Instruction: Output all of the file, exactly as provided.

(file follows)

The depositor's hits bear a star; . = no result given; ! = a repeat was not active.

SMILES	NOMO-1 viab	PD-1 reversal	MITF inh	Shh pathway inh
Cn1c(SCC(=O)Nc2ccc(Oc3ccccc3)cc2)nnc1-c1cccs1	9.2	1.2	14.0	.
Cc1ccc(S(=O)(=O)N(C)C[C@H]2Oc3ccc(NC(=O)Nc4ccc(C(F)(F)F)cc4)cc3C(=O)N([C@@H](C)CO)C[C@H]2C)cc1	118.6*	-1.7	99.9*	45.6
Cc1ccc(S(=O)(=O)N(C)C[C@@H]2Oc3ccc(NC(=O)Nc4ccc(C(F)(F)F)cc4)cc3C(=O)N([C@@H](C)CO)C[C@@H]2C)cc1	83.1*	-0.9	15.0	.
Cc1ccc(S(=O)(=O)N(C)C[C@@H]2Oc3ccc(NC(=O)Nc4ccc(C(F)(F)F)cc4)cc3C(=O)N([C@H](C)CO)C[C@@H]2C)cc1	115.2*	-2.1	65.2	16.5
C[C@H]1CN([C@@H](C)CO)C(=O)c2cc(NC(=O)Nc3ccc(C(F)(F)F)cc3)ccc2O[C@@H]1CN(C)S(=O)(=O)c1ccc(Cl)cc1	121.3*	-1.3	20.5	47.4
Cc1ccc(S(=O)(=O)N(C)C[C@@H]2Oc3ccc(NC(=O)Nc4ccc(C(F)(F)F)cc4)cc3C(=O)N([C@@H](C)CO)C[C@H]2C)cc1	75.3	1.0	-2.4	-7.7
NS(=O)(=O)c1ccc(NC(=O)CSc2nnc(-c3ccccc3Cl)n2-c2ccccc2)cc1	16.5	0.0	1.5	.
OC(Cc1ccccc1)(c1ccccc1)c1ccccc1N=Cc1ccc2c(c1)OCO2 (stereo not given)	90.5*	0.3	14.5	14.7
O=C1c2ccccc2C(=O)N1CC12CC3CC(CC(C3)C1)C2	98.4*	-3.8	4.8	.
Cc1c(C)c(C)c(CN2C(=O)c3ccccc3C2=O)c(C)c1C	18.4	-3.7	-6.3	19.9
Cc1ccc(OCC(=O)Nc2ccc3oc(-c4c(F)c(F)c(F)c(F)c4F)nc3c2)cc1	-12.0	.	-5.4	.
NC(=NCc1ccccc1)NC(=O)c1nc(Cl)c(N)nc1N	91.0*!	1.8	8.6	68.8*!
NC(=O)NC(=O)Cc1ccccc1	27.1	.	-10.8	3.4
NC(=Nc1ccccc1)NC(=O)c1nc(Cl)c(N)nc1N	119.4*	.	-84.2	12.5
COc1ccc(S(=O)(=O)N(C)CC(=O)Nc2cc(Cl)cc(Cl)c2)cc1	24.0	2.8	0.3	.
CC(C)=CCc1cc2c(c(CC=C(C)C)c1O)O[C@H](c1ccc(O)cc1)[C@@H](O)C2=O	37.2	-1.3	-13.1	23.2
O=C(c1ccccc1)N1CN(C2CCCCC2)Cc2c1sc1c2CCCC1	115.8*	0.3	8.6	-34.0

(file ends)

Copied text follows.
The depositor's hits bear a star; . = no result given; ! = a repeat was not active.

SMILES	NOMO-1 viab	PD-1 reversal	MITF inh	Shh pathway inh
Cn1c(SCC(=O)Nc2ccc(Oc3ccccc3)cc2)nnc1-c1cccs1	9.2	1.2	14.0	.
Cc1ccc(S(=O)(=O)N(C)C[C@H]2Oc3ccc(NC(=O)Nc4ccc(C(F)(F)F)cc4)cc3C(=O)N([C@@H](C)CO)C[C@H]2C)cc1	118.6*	-1.7	99.9*	45.6
Cc1ccc(S(=O)(=O)N(C)C[C@@H]2Oc3ccc(NC(=O)Nc4ccc(C(F)(F)F)cc4)cc3C(=O)N([C@@H](C)CO)C[C@@H]2C)cc1	83.1*	-0.9	15.0	.
Cc1ccc(S(=O)(=O)N(C)C[C@@H]2Oc3ccc(NC(=O)Nc4ccc(C(F)(F)F)cc4)cc3C(=O)N([C@H](C)CO)C[C@@H]2C)cc1	115.2*	-2.1	65.2	16.5
C[C@H]1CN([C@@H](C)CO)C(=O)c2cc(NC(=O)Nc3ccc(C(F)(F)F)cc3)ccc2O[C@@H]1CN(C)S(=O)(=O)c1ccc(Cl)cc1	121.3*	-1.3	20.5	47.4
Cc1ccc(S(=O)(=O)N(C)C[C@@H]2Oc3ccc(NC(=O)Nc4ccc(C(F)(F)F)cc4)cc3C(=O)N([C@@H](C)CO)C[C@H]2C)cc1	75.3	1.0	-2.4	-7.7
NS(=O)(=O)c1ccc(NC(=O)CSc2nnc(-c3ccccc3Cl)n2-c2ccccc2)cc1	16.5	0.0	1.5	.
OC(Cc1ccccc1)(c1ccccc1)c1ccccc1N=Cc1ccc2c(c1)OCO2 (stereo not given)	90.5*	0.3	14.5	14.7
O=C1c2ccccc2C(=O)N1CC12CC3CC(CC(C3)C1)C2	98.4*	-3.8	4.8	.
Cc1c(C)c(C)c(CN2C(=O)c3ccccc3C2=O)c(C)c1C	18.4	-3.7	-6.3	19.9
Cc1ccc(OCC(=O)Nc2ccc3oc(-c4c(F)c(F)c(F)c(F)c4F)nc3c2)cc1	-12.0	.	-5.4	.
NC(=NCc1ccccc1)NC(=O)c1nc(Cl)c(N)nc1N	91.0*!	1.8	8.6	68.8*!
NC(=O)NC(=O)Cc1ccccc1	27.1	.	-10.8	3.4
NC(=Nc1ccccc1)NC(=O)c1nc(Cl)c(N)nc1N	119.4*	.	-84.2	12.5
COc1ccc(S(=O)(=O)N(C)CC(=O)Nc2cc(Cl)cc(Cl)c2)cc1	24.0	2.8	0.3	.
CC(C)=CCc1cc2c(c(CC=C(C)C)c1O)O[C@H](c1ccc(O)cc1)[C@@H](O)C2=O	37.2	-1.3	-13.1	23.2
O=C(c1ccccc1)N1CN(C2CCCCC2)Cc2c1sc1c2CCCC1	115.8*	0.3	8.6	-34.0